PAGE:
- Computer Science Department Policies and Responsibilities.


Textbook

Recemended (but not required):

Computer Vision: A Modern Approach (2nd edition) Computer Vision: Algorithms and Applications
Computer Vision: A Modern Approach (2nd edition), by D.A. Forsyth and J. Ponce, Pearson, 2012. (buy) Computer Vision: Algorithms and Applications, by R. Szeliski, Springer, 2010. (download)

Note that while reading is not required, it will generally lead to broader understanding of the topics covered in class. I would suggest reading relevant chapters once they are covered in the lecture.

Additional Books and Materials: The following textbooks are also on reserve in the reading room.
- Concise Computer Vision: An Introduction into Theory and Algorithms, by R. Klette, Springer, London, 2014. (can be freely downloaded as a PDF from SpringeLink, through UBC Library; must login using CWL).
- Computer vision : models, learning, and inference, by S.J.D. Prince, Cambridge University Press, 2012.
- Multiple view geometry in computer vision (2nd edition), by R. Hartley and A. Zisserman, Cambridge University Press, 2003.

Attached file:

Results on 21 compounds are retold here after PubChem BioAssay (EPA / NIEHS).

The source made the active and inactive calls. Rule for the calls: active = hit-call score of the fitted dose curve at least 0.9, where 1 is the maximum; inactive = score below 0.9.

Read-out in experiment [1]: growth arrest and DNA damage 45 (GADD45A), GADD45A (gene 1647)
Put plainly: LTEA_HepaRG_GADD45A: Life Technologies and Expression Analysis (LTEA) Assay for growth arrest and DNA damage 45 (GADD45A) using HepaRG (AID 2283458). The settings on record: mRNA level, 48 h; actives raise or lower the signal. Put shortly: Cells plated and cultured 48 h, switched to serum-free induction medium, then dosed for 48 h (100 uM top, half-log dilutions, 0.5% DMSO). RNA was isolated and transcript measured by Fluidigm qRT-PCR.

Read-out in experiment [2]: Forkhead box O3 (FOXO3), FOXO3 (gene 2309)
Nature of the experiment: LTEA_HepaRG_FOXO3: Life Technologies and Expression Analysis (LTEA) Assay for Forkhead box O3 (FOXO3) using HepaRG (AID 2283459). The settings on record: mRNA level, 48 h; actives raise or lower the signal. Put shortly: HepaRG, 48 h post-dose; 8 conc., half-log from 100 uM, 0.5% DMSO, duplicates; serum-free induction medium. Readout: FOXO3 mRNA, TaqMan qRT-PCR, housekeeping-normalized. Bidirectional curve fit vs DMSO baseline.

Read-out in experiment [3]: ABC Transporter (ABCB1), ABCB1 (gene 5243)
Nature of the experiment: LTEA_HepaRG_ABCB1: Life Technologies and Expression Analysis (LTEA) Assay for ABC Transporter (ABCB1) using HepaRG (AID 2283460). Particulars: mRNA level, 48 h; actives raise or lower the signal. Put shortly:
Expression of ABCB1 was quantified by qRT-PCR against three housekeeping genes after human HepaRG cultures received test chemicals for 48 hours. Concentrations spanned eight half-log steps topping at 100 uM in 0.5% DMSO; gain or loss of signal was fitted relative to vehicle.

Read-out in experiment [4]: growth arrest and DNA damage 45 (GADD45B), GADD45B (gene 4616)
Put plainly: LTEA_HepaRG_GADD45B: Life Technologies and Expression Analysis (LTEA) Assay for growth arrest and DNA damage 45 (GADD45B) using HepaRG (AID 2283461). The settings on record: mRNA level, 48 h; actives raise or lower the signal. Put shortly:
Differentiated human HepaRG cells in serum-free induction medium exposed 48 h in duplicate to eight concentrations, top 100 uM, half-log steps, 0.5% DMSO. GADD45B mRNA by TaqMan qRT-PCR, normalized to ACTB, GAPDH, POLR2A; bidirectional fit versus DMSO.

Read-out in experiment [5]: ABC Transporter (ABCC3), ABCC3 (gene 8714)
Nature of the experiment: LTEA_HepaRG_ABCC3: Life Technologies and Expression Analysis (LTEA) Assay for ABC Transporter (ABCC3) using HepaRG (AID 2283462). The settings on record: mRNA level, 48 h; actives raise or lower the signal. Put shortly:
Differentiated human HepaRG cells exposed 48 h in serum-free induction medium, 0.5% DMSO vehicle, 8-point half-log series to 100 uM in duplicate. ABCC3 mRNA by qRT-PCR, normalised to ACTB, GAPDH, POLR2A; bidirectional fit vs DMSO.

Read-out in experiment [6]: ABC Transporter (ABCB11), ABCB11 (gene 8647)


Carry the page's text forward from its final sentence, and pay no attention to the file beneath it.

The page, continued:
- Pattern classification (2nd edition), by R.O. Duda, P.E. Hart, and D.G. Stork, Wiley, 2001.


Grading


Quizzes10%
Assignments45%
Midterm exam15%
Final exam30%
(The instructor reserves the right to change this scheme, but does not anticipate using that right.)

Grade Disputes, Re-grading and Grade-related Policies: Despite best efforts, sometimes miss-grading does happen. All grade disputes and re-grading must be brought to instructor's or TA's attention within 1 week of the grade being released. All such requests must be done through a Piazza as a direct post to the instructors. You must clearly identify the issues and describe why you believe re-grading is warranted. Similarly, if you have a ligitimate excuse for missing a Clicker quiz, please let instructor know and provide appropitate evidance within 1 week of the original quiz date. Note that Clicker quiz missed for ligitimate and documented reason (e.g., attandance of conferences, sickness, travel for job interview) will simply be dropped. You will be asked to provide supporting documentation (note from a doctor, travel and conference registration, etc.). There will be no make-ups for missed Midterms.


Assignments (45% of the grade)

All assignments are to be done individually. There are 6 graded (and 1 ungraded) asssignment each worth the same amount. The ungraded assignment is Assignment 0. Assignment 1 to 6 are graded.